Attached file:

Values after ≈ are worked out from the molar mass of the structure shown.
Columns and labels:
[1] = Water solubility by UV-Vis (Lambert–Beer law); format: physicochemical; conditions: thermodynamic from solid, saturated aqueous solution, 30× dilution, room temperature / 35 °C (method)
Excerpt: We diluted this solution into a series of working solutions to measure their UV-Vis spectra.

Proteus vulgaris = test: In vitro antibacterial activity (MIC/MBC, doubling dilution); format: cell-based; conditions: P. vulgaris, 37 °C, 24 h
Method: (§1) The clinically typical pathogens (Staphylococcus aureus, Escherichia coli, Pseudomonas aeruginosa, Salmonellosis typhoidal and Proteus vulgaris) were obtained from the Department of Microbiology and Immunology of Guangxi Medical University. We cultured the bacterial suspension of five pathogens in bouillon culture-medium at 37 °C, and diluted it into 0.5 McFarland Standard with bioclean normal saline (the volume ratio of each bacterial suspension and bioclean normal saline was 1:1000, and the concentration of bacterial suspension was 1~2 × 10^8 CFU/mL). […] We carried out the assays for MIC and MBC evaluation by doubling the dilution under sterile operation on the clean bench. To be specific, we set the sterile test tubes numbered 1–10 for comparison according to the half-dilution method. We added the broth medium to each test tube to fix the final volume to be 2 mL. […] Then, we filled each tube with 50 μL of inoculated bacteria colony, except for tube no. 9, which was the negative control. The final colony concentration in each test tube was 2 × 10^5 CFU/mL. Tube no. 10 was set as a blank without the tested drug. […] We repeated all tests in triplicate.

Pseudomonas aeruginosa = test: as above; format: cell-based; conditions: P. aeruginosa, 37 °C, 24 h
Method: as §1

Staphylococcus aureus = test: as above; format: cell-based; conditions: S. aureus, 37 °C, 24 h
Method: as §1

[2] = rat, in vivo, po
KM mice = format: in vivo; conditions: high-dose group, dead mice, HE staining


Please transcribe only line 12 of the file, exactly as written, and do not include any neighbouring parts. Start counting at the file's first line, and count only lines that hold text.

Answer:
KM mice = format: in vivo; conditions: high-dose group, dead mice, HE staining